SALEM, Ore. (AP) — James Wilbur sat next to a blue tarp covering his tent and supplies Tuesday at a sidewalk homeless camp in Oregon's capital city, wondering where he would sleep the next few days and weeks.
Affixed to the tarp was a notice declaring the campsite illegal and warning that anyone remaining there after 9 a.m. Wednesday could be subject to criminal prosecution.
"Being homeless is becoming illegal," the 52-year-old, bearded and wearing a Portland Trailblazers cap, said.
Several police officers walked through the camp where dozens of people have been staying for several weeks, a few blocks from Salem's central business district.
Several months ago, the city of Salem ejected homeless people from a park that runs along the edge of the Willamette River. That had the effect of pushing the homeless issue more into public view.
Wilbur had been one of those staying at Wallace Marine Park, and said he lost thousands of dollars in camping supplies because city officials gave no warning they were moving in. City spokespeople said police did give people 24 hours notice.
The Los Angeles native said he has been living in Oregon for almost three decades and cannot work because of a bad back. He has been homeless off and on for 20 years.
"It's tough. When I sleep on the ground, I need to lie on lots of blankets because of my back," he said.
Advocates estimate about 1,800 homeless people live in Salem, the Statesman Journal newspaper reported. Dozens have been living in the tents and tarps next to a block-long stretch of road near a social services provider. Some have said they plan to protest about their predicament at the Oregon State Capitol.
Many other cities in America have been grappling with what to do with a growing number of homeless people. The U.S. Supreme Court on Monday left in place a ruling by the 9th U.S. Circuit Court of Appeals that Boise, Idaho, could not make it a crime for homeless people to sleep on the streets when no alternative shelter is available.
Howard Belodoff, the Idaho Legal Aid attorney who represented the Boise homeless residents in the case, said the decision means a lot for homeless individuals throughout the West.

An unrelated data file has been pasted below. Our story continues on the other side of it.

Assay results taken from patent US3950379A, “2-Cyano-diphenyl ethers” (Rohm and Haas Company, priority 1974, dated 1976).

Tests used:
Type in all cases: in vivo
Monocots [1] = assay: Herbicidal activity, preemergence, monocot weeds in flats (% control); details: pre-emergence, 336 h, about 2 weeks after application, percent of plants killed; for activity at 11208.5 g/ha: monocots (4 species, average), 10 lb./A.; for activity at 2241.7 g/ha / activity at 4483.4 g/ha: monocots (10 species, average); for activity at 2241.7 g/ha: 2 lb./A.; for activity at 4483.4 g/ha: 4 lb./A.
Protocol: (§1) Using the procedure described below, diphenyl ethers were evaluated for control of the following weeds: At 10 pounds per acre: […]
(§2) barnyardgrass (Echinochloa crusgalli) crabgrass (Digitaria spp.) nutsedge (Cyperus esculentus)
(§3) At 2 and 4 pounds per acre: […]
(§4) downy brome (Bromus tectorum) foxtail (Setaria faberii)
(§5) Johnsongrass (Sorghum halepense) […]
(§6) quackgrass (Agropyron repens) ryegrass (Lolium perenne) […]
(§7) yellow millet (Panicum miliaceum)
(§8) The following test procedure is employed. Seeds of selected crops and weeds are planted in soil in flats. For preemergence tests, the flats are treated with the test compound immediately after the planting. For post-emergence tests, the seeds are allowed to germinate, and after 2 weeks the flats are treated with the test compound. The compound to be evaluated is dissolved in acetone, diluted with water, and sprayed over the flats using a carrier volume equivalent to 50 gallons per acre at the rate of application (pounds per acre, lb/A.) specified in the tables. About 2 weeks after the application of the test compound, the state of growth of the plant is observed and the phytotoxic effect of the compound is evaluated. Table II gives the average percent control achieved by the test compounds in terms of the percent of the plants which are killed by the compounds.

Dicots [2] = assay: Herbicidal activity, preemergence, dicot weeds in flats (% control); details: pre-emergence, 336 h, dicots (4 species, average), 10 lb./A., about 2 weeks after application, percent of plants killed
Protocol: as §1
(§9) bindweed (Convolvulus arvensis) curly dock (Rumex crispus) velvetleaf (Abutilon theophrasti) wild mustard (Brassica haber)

Officials in Salem say they're not violating the appeals court ruling because the city's camping regulation does not impose a criminal penalty, does not criminalize or affect anyone's status and allows unsheltered individuals to protect themselves against the elements, just not through a campsite.
However, the orange notices that were affixed to the tents on Tuesday say that "failure to vacate these premises may result in criminal prosecution."
Advised that the notice appears to contradict the city's position, Salemspokeswoman Kathy Ursprung said they were repurposed from park use. But people who refuse to leave could be charged with criminal trespass, she added.
"Our primary goal is voluntary compliance and getting people the help they need," Ursprung said.
A city ordinance says public sidewalks weren't intended to be campsites and that people who camp or leave personal property unattended on sidewalks deters others from patronizing shops, restaurants, and businesses.
The Salem City Council agreed this month to spend up to $213,000 to open 140 warming shelter beds at two churches from Jan. 1 to March 31, the Statesman Journal reported. Salem homeless shelters also have some 300 beds, and they are often full.
"I don't know what I'm going to do until Jan. 1 when it gets cold out here," Wilbur said. "I'm going to leave my stuff on a friends porch, but where I'll stay, I don't know."
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